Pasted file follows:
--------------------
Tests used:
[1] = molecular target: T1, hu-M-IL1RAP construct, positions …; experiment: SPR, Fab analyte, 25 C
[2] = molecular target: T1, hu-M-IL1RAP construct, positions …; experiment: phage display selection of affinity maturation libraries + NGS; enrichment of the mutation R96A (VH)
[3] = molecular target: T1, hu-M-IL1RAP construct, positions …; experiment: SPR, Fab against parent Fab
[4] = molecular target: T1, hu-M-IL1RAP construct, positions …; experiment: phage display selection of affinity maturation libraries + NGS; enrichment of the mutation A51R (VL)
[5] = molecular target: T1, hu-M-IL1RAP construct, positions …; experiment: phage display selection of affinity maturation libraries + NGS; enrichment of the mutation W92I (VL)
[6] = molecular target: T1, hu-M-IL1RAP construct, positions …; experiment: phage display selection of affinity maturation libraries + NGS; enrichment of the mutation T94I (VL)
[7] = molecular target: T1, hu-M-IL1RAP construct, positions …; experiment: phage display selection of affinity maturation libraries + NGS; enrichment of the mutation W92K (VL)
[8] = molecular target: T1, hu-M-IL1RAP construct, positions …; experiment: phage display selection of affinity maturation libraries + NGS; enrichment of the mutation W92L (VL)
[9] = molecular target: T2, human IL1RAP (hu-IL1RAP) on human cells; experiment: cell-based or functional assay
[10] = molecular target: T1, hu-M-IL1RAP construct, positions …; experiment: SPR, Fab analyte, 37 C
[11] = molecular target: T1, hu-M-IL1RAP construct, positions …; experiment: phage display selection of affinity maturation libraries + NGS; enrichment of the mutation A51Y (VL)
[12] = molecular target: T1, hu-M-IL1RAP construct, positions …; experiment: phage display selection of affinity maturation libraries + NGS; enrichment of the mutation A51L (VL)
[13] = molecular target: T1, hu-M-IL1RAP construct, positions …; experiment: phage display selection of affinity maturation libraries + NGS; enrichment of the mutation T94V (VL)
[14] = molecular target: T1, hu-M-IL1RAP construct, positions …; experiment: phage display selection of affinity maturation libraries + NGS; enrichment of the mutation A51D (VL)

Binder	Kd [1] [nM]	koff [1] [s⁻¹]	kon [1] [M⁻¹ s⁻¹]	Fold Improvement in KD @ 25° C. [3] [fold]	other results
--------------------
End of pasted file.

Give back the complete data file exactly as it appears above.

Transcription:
Tests used:
[1] = molecular target: T1, hu-M-IL1RAP construct, positions …; experiment: SPR, Fab analyte, 25 C
[2] = molecular target: T1, hu-M-IL1RAP construct, positions …; experiment: phage display selection of affinity maturation libraries + NGS; enrichment of the mutation R96A (VH)
[3] = molecular target: T1, hu-M-IL1RAP construct, positions …; experiment: SPR, Fab against parent Fab
[4] = molecular target: T1, hu-M-IL1RAP construct, positions …; experiment: phage display selection of affinity maturation libraries + NGS; enrichment of the mutation A51R (VL)
[5] = molecular target: T1, hu-M-IL1RAP construct, positions …; experiment: phage display selection of affinity maturation libraries + NGS; enrichment of the mutation W92I (VL)
[6] = molecular target: T1, hu-M-IL1RAP construct, positions …; experiment: phage display selection of affinity maturation libraries + NGS; enrichment of the mutation T94I (VL)
[7] = molecular target: T1, hu-M-IL1RAP construct, positions …; experiment: phage display selection of affinity maturation libraries + NGS; enrichment of the mutation W92K (VL)
[8] = molecular target: T1, hu-M-IL1RAP construct, positions …; experiment: phage display selection of affinity maturation libraries + NGS; enrichment of the mutation W92L (VL)
[9] = molecular target: T2, human IL1RAP (hu-IL1RAP) on human cells; experiment: cell-based or functional assay
[10] = molecular target: T1, hu-M-IL1RAP construct, positions …; experiment: SPR, Fab analyte, 37 C
[11] = molecular target: T1, hu-M-IL1RAP construct, positions …; experiment: phage display selection of affinity maturation libraries + NGS; enrichment of the mutation A51Y (VL)
[12] = molecular target: T1, hu-M-IL1RAP construct, positions …; experiment: phage display selection of affinity maturation libraries + NGS; enrichment of the mutation A51L (VL)
[13] = molecular target: T1, hu-M-IL1RAP construct, positions …; experiment: phage display selection of affinity maturation libraries + NGS; enrichment of the mutation T94V (VL)
[14] = molecular target: T1, hu-M-IL1RAP construct, positions …; experiment: phage display selection of affinity maturation libraries + NGS; enrichment of the mutation A51D (VL)

Binder	Kd [1] [nM]	koff [1] [s⁻¹]	kon [1] [M⁻¹ s⁻¹]	Fold Improvement in KD @ 25° C. [3] [fold]	other results